Cairo: Egypt`s former military chief has made a rare appeal to the country`s youth who were behind calls for regime change since 2011, trying to win support among a key bloc in this month`s presidential election that he admitted he is struggling to reach.
Abdel-Fattah el-Sissi, seen as certain to become Egypt`s next president in the May 26-27 vote, has been taken to task, even by supporters, for failing to reach out to the large youth vote.
Many youth groups have been critical of the military`s management of the transition following the ouster of Hosni Mubarak in 2011 and the subsequent crackdown on dissent after el-Sissi`s ouster last summer of Islamist President Mohammed Morsi.
In his comments yesterday during an interview with Sky News Arabia he gave a nod to revolutionary youth groups, but also underlined his message that Egypt now needs stability which he has repeatedly said means an end to protests.
"They must be sure they are hugely appreciated not only by me. But I can`t get it to them frankly," he said yesterday when asked about the youth. He called their role in bringing about change "unforgettable."
"But the circumstances are hard for all of us. Recognize this, and stand by Egypt now and in the future," he said. He said he wants the youth groups to prepare to be future leaders, adding that if elected he would offer them positions as aides to governors, ministers and himself though made no mention of naming them as actual ministers.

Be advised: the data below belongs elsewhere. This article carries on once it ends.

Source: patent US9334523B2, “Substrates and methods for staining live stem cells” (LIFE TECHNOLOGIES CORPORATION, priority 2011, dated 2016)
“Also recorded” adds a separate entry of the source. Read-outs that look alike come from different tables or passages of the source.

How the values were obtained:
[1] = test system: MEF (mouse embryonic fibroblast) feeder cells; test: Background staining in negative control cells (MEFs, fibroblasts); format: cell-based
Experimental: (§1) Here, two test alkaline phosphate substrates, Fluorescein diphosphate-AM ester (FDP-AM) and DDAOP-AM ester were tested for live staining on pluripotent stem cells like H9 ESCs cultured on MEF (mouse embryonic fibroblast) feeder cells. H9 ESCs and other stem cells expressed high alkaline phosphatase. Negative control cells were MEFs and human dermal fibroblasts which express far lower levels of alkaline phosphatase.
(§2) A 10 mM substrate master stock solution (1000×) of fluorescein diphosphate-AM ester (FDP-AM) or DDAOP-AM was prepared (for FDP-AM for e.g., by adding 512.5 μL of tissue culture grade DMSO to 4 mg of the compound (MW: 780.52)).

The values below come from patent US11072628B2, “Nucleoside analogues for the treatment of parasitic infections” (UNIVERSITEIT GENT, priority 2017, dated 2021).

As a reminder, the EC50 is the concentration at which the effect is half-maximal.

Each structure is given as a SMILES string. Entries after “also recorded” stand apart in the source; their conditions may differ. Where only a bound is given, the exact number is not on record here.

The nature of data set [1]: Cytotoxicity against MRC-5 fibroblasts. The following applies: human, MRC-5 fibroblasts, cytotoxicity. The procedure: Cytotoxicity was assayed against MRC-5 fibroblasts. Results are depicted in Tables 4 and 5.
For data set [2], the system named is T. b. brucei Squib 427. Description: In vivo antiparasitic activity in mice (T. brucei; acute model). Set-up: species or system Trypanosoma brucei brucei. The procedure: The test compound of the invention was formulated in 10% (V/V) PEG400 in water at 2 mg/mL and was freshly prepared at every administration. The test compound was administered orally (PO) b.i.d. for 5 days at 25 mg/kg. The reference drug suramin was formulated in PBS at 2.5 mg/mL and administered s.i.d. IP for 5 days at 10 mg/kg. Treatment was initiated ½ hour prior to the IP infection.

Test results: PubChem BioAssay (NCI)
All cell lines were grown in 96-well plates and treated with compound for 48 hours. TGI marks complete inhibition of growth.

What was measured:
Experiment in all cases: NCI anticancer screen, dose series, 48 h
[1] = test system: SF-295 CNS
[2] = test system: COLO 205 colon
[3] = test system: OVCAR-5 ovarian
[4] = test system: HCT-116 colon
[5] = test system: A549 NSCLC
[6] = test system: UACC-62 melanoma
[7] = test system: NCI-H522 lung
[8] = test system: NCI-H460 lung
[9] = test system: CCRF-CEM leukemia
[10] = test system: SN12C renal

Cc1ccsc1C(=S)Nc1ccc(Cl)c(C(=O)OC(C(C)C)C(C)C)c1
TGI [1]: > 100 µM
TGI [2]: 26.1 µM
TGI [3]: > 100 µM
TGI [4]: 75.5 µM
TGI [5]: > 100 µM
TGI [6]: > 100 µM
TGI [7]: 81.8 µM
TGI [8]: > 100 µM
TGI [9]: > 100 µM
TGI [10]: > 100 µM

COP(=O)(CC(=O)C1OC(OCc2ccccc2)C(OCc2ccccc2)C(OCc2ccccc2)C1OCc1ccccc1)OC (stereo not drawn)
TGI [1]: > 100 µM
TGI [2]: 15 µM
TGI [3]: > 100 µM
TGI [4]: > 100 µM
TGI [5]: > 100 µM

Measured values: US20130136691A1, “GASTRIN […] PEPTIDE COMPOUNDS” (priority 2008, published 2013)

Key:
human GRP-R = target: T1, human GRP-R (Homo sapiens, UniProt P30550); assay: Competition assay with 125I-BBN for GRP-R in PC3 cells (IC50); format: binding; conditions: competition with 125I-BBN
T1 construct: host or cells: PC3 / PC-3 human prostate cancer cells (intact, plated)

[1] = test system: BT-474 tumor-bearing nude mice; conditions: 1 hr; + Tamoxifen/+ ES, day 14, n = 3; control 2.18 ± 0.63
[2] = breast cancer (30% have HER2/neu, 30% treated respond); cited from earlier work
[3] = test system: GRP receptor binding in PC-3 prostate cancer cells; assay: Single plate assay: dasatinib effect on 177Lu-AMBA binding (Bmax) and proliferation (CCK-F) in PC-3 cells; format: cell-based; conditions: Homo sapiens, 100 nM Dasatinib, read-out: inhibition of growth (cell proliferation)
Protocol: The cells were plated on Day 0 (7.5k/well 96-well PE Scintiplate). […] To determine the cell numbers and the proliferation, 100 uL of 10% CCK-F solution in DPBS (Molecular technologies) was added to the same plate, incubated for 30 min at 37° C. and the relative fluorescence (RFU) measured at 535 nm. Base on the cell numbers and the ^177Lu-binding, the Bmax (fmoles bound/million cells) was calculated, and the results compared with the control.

Since removing Morsi, el-Sissi has rode a wave of nationalist fervor praising him as a savior for removing Islamists from office, after many complained they were monopolizing power and seeking to change the country`s identity. His popularity is also assisted by staunchly supportive media and the perception that the military is the country`s only stable institution after years of turmoil.
But he has antagonized many of the youth groups, many of whom also opposed Morsi. The crackdown on Islamists since Morsi`s ouster has widened to include secular and non-Islamist youth leaders and activists who criticized the military-backed heavy-handedness on dissent. Several of the most prominent activists in the uprising against Mubarak are now in jail on trial for breaking new anti-protest laws. Some have also left the country.
Also, el-Sissi has not addressed in his campaign youth demands for social justice and equitable distribution of resources or the issue of retribution for the hundreds of people killed during clashes with security or holding old regime officials accountable for past abuses.